By: Adrianne Pasquarelli | Crain's New York Business
When the founder of Dig Inn, the flourishing restaurant chain, went looking for his eighth outpost in the city, he eyed a number of spots before he took a chance on a planned downtown food court overlooking the Hudson River. Less than a month after that collection of 14 eateries opened at Brookfield Place, Adam Eskin reported that he has a success.
"The area has been filled with people forming lines day in and day out for lunch," said Mr. Eskin. "And we've been pleasantly surprised to see a lot of strollers coming in even after 5."
The quick-serve chain is among the first in a wave of eateries, hotels and retailers just now beginning to hit the streets of a significantly rebuilt and reimagined downtown Manhattan. During the course of the next year, 635,000 square feet of retail space will open, to be followed by another 200,000 square feet of shops by late 2016. All told, it is one of the largest additions to the retail landscape in the city's history.
"Downtown is on every retailer's radar screen," said Robin Abrams, executive vice president at real estate firm Lansco Corp.
Those who recently have inked leases range from venerable names as Tiffany & Co. to obscure Cambodian eatery Num Pang. Saks Fifth Avenue is said to be closing a deal as well. All are eager to serve not just throngs of tourists and the area's growing office population—which now includes hundreds of tech and media companies—but also the swelling residential population.
The Downtown Alliance estimated there are now 61,000 people living in lower Manhattan. What's more, they have an average household income of $204,000, more than double the citywide average. Meanwhile, in excess of 11.5 million visitors are expected to flood the area this year. Some will stay in downtown's 18 hotels, a number expected to double in the next two years.
"It's a unique situation," said Jessica Lappin, president of the Downtown Alliance. "To have hundreds of restaurants, bars and hip shops all opening up in the near future—that's something I don't think people have fully grasped yet."
Landlords declare victory
Downtown's new shopping centers, including Pier 17 at the South Street Seaport, as well as Brookfield and its neighbor across West Street—the World Trade Center—will help attract even more people. A growing number of landlords already are claiming victory. Brookfield, for example, said it has leased 90% of its 200,000-square-foot, two-story luxury mall in the base of its complex. It will open in March, likely with Saks as an anchor, and with gilt-edged names like Hermès and Burberry.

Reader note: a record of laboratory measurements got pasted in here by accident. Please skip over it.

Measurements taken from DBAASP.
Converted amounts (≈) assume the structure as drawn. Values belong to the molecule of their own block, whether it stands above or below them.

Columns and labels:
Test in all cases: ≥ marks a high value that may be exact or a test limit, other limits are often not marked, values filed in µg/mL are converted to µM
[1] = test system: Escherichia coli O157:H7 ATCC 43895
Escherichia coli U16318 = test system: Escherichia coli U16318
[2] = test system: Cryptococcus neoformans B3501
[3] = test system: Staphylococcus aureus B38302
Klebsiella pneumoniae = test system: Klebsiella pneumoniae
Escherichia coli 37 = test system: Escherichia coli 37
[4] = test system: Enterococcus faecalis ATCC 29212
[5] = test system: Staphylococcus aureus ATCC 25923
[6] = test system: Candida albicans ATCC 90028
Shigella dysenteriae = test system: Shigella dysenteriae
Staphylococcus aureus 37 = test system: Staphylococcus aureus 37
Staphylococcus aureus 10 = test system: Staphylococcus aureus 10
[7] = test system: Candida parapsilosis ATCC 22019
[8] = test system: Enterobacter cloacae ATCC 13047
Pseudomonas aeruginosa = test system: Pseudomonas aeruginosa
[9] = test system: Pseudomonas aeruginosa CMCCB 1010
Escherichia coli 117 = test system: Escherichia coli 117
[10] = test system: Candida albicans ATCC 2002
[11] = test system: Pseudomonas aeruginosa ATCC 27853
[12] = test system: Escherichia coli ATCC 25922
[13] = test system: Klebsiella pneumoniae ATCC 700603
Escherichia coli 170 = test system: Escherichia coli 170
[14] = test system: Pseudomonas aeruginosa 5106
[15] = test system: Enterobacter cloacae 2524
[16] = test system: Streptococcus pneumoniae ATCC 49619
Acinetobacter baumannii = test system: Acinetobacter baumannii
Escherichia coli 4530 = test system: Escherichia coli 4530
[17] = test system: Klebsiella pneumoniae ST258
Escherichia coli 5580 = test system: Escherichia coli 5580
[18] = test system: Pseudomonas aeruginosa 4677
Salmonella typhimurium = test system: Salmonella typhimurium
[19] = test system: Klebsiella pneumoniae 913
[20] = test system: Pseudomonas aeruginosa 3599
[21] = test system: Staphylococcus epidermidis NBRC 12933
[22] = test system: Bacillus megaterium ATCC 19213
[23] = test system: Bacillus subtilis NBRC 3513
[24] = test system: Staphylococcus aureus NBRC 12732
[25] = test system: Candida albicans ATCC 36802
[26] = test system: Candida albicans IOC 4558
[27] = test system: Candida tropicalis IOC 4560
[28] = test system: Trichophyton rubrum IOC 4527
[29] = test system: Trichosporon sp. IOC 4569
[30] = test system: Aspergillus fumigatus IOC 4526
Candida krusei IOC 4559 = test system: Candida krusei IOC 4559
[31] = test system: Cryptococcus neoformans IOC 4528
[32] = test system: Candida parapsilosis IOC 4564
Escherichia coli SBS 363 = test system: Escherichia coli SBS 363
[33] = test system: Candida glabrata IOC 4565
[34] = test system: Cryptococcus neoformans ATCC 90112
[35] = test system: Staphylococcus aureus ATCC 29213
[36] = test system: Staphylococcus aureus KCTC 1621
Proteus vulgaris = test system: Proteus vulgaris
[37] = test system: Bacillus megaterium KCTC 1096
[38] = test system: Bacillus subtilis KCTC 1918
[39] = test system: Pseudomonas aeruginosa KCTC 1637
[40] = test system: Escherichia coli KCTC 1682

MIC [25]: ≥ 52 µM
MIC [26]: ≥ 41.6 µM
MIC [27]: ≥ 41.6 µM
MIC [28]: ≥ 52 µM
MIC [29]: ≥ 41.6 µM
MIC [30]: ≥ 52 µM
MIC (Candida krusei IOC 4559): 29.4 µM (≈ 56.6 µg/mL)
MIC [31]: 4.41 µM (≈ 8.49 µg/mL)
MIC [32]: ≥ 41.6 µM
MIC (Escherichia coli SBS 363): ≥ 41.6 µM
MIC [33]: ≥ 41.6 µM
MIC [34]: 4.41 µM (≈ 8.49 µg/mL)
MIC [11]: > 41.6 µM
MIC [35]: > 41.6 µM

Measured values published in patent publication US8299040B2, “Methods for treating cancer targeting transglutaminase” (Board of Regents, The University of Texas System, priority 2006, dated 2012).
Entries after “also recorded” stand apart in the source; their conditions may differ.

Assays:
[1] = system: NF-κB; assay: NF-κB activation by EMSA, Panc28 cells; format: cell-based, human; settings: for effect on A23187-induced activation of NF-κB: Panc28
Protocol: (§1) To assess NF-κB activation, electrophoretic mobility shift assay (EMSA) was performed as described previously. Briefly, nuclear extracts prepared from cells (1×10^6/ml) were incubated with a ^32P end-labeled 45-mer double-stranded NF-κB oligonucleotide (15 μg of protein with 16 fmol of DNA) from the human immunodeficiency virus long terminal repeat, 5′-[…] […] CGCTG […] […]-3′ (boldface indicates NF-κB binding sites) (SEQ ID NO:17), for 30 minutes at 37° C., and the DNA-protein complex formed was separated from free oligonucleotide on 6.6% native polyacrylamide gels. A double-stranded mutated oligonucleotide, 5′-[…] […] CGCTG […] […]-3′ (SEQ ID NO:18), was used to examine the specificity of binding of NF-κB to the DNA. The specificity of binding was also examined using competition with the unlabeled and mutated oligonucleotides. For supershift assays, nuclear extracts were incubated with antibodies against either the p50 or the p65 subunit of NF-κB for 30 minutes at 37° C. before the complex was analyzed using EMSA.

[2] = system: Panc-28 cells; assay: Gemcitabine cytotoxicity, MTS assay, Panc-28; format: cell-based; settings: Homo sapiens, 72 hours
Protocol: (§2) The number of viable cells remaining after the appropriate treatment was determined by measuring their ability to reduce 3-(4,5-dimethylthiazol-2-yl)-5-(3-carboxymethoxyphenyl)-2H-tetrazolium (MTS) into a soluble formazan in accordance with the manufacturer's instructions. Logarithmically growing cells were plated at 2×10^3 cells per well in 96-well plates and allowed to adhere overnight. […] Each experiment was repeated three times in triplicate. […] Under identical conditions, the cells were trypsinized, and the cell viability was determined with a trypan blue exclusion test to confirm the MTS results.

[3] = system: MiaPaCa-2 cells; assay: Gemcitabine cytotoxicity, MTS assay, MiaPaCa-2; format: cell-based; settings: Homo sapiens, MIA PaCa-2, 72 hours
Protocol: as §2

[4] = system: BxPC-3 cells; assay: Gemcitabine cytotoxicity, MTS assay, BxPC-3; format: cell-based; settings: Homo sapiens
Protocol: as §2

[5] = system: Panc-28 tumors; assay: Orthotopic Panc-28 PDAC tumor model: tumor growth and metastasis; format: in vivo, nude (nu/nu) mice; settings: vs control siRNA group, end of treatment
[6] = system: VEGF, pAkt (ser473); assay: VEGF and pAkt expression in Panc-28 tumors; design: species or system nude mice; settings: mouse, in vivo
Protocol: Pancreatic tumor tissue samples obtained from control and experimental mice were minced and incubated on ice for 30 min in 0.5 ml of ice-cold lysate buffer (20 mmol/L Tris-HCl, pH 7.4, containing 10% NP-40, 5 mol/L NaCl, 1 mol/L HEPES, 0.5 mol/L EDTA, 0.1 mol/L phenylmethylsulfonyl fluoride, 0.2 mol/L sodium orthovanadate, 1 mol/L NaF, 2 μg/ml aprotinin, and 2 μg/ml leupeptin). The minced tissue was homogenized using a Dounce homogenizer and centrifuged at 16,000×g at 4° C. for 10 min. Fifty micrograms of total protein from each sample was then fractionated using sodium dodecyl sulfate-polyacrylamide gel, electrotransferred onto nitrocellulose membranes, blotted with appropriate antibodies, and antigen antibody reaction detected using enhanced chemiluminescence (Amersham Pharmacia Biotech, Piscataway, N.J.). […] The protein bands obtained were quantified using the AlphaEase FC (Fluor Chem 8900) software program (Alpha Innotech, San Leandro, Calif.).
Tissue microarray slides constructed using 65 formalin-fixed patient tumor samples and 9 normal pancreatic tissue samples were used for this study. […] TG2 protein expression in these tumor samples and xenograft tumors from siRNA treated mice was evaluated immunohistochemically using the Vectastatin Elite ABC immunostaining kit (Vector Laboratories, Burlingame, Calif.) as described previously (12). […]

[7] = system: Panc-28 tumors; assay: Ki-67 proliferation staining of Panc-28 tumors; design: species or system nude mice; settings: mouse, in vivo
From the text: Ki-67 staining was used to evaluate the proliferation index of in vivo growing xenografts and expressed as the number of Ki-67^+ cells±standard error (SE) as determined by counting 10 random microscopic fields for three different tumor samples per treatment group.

"You've got a huge community downtown that rivals some of the top markets in the country," said Erin Ersenkal, vice president of guideshops at menswear brand Bonobos, which is opening at Brookfield. "There's an opportunity to do a lot of business down there."
If history offers any indication, the future could be bright indeed. The old World Trade Center mall was the third-highest-grossing one in the nation at its peak in 2000, according to Ed Hogan, national director of retail leasing at Brookfield Office Properties. With all the growth in the area since then, revenue for retailers is expected to be even greater this time around.
"We knew the market wanted a luxury venue downtown," said Mr. Hogan. "We put together a dynamic mix of brands that will please all fashionistas."
Over at the World Trade Center, 365,000 feet of retail space is reportedly 80% leased. Probable tenants include Kate Spade, Tiffany and Apple.
The mall's owner, Westfield Group, is also handling the retail leasing of Fulton Center, the transit hub a block east on Broadway. Brokers, who say the 65,000-square-foot complex is fully leased, expect Fulton's tenants to include beauty salons, drugstores and grab-n-go eateries.
Westfield, which declined to comment, was able to offer transit-center options—where shops will open by the end of the year—to retailers that might not have made a good fit for World Trade.
In the shadow of the Fulton Center along Broadway, large storefronts are going fast. Urban Outfitters, the trendy hipster chain based in Philadelphia, recently opened at 182 Broadway, while Spanish fast-fashion retailer Zara inked a 15-year deal across from the Fulton Center. Urban's sister brand Anthropologie is rumored to be negotiating for space nearby as well.
'It actually happened'
"All the companies talking about going downtown—it actually happened," said Faith Hope Consolo, chairman of the retail group at Douglas Elliman.
Over on the East River, Pier 17 will have a 1.5-acre rooftop venue for concerts, sporting events and weddings when it opens in two years. The center is expected to offer a New York-themed experience, according to Phillip St. Pierre, general manager of the South Street Seaport for developer Howard Hughes Corp.
"We really want to get back to that place where the Seaport district is viewed as one of the most important authentic-New York experiences in Manhattan," he said.
And rents are rising as a reflection of demand. Asking prices at Brookfield, for example, range from $300 to $500 a square foot, and even Fulton's rents are above $250, say brokers.
Broadway also is commanding rents around $500—more than double the prices of 2012. Real estate executives expect the momentum only to increase.
"The energy of the neighborhood will come alive as projects open and construction disappears," said Mr. Hogan. "People will really enjoy the work that's been taking place over the last few years."